This has happened to me so many times and each time I’m left reeling. I’ve found that the friendships we make later in life are harder, because people can be hesitant to rock the boat, as it were, and don’t have enough of a shared history. There are exceptions to this, the people you meet who you feel you’ve known all your life and where honesty is the foundation – those are valuable friendships indeed 🙂 I have a tendency to be a loner, but that doesn’t mean I don’t value my friends, and it takes a good one to tell me to ‘get my head out of the clouds’ (I’m being polite there!).

    • jannatwrites January 7, 2015 / 12:38 AM

      Haha, sometimes we do need reminders to get our feet on the ground, Mel! I don’t have too many friends because I tend to keep to myself as well. This friend I wrote of here is one I met in college… not saying how long ago that was exactly, but it may have been close to twenty years ago 🙂

  10. GodGirl January 6, 2015 / 4:04 AM

    Very thought-provoking, Janna. Yes, there are many reasons we don’t speak up. I know I can be quite hesitant when it comes to honesty in friendships. I think there’s always a fine line between honesty that hurts and doesn’t help, and honesty that helps your friend improve and grow. Not all people are open to honesty too, and it can be hard to know if they’re ready for what you have to say as a friend…
    Anyway, I’m glad you had that conversation with your friend, even though it was hard. I like what you say about friends helping us to see beyond ourselves. Imagine if we didn’t have their input?

    • jannatwrites January 7, 2015 / 12:40 AM

      Yes, we do have to be careful about what types of observations we share and the timing, GodGirl. In my case, I may not have been as receptive to it a year ago. Things change, though. An outsider’s input is valuable, indeed 🙂

  11. joannesisco January 6, 2015 / 5:33 AM

    You nailed it – “Offering superficial approval, passive agreement, and placating compliments is easy. Being a good friend is hard”. More often that not, it’s not *what* has been said, but rather *how* and *when* it was delivered.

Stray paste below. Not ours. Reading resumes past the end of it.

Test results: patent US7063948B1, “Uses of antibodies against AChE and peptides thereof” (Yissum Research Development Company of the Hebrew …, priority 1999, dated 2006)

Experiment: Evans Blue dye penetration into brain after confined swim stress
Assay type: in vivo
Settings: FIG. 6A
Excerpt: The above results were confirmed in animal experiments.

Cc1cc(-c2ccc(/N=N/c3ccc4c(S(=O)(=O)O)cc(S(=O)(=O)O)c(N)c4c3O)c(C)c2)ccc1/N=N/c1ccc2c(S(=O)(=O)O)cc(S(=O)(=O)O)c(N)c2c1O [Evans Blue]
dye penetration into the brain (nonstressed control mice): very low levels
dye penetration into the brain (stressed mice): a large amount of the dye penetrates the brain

• jannatwrites January 7, 2015 / 12:41 AM

      You’re right, Joanne. A good, accurate observation delivered harshly will not be as effective as one shared with kindness.

    • jannatwrites January 7, 2015 / 12:42 AM

      She’s put up with me for many years now, so I think we’ll definitely stay in touch 🙂 Thanks for stopping by, Kathy!

  12. newwhitebear January 6, 2015 / 12:53 PM

    A Friend Is a Treasure.
    Unfortunately they are few

    • jannatwrites January 7, 2015 / 12:44 AM

      True, a good friend is rare, Newwhitebear. I have many more acquaintance type friends, but they don’t know me well enough to offer insight.

  13. Björn Rudberg (brudberg) January 7, 2015 / 1:14 AM

    Yes . true friendship goes much deeper than the superficial approval.. but how many honest friends can one person have?

    • jannatwrites January 7, 2015 / 1:16 AM

      Good question, Bjorn. I think it depends on how open the person is. I’m not that open, so I’d say I have between one and three- and they vary in degrees of honesty that I think we’d share.

  14. Imelda January 11, 2015 / 4:18 PM

    All things/ relationships that are worthwhile require a lot of challenge. I may not be the best qualified to say this but I’ll say it anyway – I am fairly certain that your friend had your interest at heart when she did what she did in this case.

    having said that, I know how hurting comments can be even when they are said in the kindest way possible.

    here’s to friendships that remain strong and true in all circumstances.

    • jannatwrites January 13, 2015 / 8:35 AM

      I do think my friend was looking out for me, Imelda, so there are no hard feelings. It is true that relationships do take work… some times more than others.

  15. pattyabr January 11, 2015 / 8:30 PM

    I can tell you are a good friend, because you are a loyal blog follower. You are introspective which is good, but don’t over think it. Life is a journey a learning process to integrate, learn, grow and move on. Happy New Year!

    • jannatwrites January 13, 2015 / 8:36 AM

      I do tend to over think things, Patty. Or worse, read too much into what is said or done. I hope you have a happy new year, too!

  16. agjorgenson January 15, 2015 / 6:36 PM

    A friend of mine says that friends tell friends what they need to hear, not what they want to hear. But I agree, that is a touch row to hoe.

    • jannatwrites January 16, 2015 / 12:09 AM

      We must find the balance and how to be truthful but kind… not always easy.